He was taken to Nuremberg where he was interrogated. After a few weeks, Harold and thousands of other POWs were told they would be walking 80 miles to Moosburg. George Iles was a POW there. George was Harold’s good friend and classmate from Tuskegee class 44-E. Harold was shocked to see George. George had crashed two weeks before Harold. Harold thought George had made it to Switzerland.

German guards divided about 10,000 POWs in groups of 200. Each group had one or two guards. One day while at a farm, George and Harold picked dandelions and cooked the greens. Other soldiers could not believe they were cooking weeds but Harold and George knew the secret. The yellow flowers had to be removed before cooking!

With his baby face, Harold was chosen to barter with local residents to exchange cigarettes for food. Harold kept a journal while walking and noted the towns he passed through. He was so hungry he also wrote about the food he would eat when he returned home.

On April 12 while walking, they learned President Roosevelt had died. They arrived in Moosburg on April 18, 1945.

Gen. George Patton liberates thousands of POWs at Moosburg
On April 29, 1945, General George S. Patton and his 14th Armored Division liberated their POW camp. American tanks knocked down barbed-wire fences. Then Gen. Patton addressed thousands of American POWs from the hood of his jeep.

Gen. George Patton (1885-1945), middle, was an Army intelligence officer based in Hawaii before Dec. 7, 1941 and wrote a report about the potential for Japan to launch a surprise attack on Hawaii. Gen. Patton was killed in an auto accident in Germany in December 1945. (Photo: U.S. Army)

Harold just happened to be standing close enough to witness Patton’s arrival. He vividly recalls the scene.

“Then Patton came roaring in. He was a big man, about six feet, two inches tall, a real warrior, a real soldier. Patton knew there was a big prison camp in Moosburg and he loved publicity, so when he came into the camp, his jeep was spotless. Somewhere out there along those dirty roads his staff had managed to find enough water to clean and shine that jeep. He was in tan breeches and knee-high cavalry boots, and wore two pistols on his sides. His suit looked like it was just freshly pressed and he had those four stars across his helmet.” (Keep Your Airspeed Up, p. 150)

Patton talked for about five minutes. Then he said he was on his way to Berlin to get Hitler. Hitler was a dictator who ruled Nazi Germany.

On May 8, 1945, Germany surrendered. WWII in Europe was over.

Gen. Patton is buried in the Luxembourg American Cemetery and Memorial in Luxembourg. His grave is positioned so he still looks out over his soldiers. (Photo: J. Miller)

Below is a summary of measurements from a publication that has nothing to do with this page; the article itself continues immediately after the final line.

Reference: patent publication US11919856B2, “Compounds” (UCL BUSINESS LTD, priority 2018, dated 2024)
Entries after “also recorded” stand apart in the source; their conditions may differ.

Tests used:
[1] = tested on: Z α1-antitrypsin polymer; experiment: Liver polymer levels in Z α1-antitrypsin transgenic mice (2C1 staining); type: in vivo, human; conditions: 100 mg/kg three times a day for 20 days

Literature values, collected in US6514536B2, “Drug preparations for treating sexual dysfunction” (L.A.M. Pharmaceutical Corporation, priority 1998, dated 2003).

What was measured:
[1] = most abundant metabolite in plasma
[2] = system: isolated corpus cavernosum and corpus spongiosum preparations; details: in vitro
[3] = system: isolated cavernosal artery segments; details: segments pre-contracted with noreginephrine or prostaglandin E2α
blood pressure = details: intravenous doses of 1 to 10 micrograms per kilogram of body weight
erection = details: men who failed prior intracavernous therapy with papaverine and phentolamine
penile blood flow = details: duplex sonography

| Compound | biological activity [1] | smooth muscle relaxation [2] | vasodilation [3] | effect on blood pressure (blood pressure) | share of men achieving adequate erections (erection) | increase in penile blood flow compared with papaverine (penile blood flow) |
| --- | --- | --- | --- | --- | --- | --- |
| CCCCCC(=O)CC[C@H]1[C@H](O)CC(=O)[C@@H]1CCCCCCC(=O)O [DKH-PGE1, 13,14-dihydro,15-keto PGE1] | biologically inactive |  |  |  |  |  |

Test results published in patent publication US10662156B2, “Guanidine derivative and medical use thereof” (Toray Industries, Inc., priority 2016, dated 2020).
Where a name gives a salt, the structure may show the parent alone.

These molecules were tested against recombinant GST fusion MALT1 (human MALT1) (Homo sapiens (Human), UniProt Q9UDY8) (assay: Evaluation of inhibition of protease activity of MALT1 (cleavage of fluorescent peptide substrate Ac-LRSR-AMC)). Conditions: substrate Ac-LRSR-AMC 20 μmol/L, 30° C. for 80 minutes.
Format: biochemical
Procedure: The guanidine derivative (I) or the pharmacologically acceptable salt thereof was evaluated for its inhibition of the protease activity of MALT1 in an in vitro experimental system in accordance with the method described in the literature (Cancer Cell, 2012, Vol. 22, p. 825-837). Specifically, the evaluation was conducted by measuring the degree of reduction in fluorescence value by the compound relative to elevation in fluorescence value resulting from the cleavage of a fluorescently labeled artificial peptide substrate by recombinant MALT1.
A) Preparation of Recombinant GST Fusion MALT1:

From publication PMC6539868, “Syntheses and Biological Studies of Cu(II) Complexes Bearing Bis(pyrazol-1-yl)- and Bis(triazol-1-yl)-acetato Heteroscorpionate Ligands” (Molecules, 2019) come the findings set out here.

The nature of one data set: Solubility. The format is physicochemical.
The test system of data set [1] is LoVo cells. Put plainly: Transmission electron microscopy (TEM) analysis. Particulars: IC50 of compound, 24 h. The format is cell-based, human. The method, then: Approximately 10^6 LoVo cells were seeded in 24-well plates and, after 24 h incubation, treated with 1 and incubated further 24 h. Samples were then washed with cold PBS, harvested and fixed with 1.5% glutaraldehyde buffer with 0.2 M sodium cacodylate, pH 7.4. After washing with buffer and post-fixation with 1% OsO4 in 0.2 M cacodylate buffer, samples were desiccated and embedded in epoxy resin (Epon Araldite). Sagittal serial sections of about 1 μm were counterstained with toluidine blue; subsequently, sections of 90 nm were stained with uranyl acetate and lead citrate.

Harold returns home
Harold returned to Fort Snelling on June 28, 1945. He and seven other POWs from Minnesota were awarded the Purple Heart. He spent 60 days at home in Minneapolis. He was not yet 21 years old.

“I have often been asked if I had any idea at that time, when I had just returned from the war, what my legacy as a Tuskegee Airman would be. The answer is ‘No.’ After all, I started the process of entering the military at seventeen and came home at twenty. A legacy was the last thing on my mind. I never thought for one second that I was doing something wonderful, that our successes would have the impact that they did. Only years later I realized our actions impacted what eventually happened back here.” (Keep Your Airspeed Up, p. 159)


  1. perseverance: (noun) – quality of character that does not give up; keeps working to achieve a goal
  2. doggedly: (adverb) – without letting up, very focused and dedicated
  3. defiantly: (adverb) – with defiance (noun form), going against norms, rules or commands to hold to one’s position or action
  4. unattainable: (adj.) – not able to be attained, done or achieved
  5. authorized: (verb) – given approval by a person or group; authorization (noun form)
  6. strafed: (verb) – sprayed bullets on a target from a plane flying at low altitude
  7. legacy: (noun) – a group of actions that defines a person’s life, usually after that person dies


  1. When did Harold Brown decide he wanted to be a military pilot?
  2. What did Harold have to do before being accepted as an aviation cadet in the U.S. Army Air Corps?
  3. How did Harold Brown show his mother that he was set on becoming a pilot one day?
  4. Where did Harold train to become an Army Air Forces pilot?
  5. Where was Harold deployed during World War II?
  6. What happened to Harold on his 30th mission?


  1. Read the headline again. How was Harold’s time as a pilot defined by excellence and extraordinary perseverance?
  2. When everyone around him told him he could never become an Army pilot because of his skin color, what kept Harold pursuing his dream?
  3. What lessons from Harold’s life are timeless and apply to everyone today?

Keep Your Airspeed Up: the Story of a Tuskegee Airman by Harold H. Brown and Marsha S. Bordner, 2017, ISBN: 978-08173-1958-8

Links to Related Articles

Heroes and Hearts at Center of WWII Love Story

Sullivan Brothers: We Stick Together

Smith Brothers Served at Home and Around the World

How Two Sticks of Gum Changed Lt. Gail Halvorsen’s Life

Learning Activities: Download PDF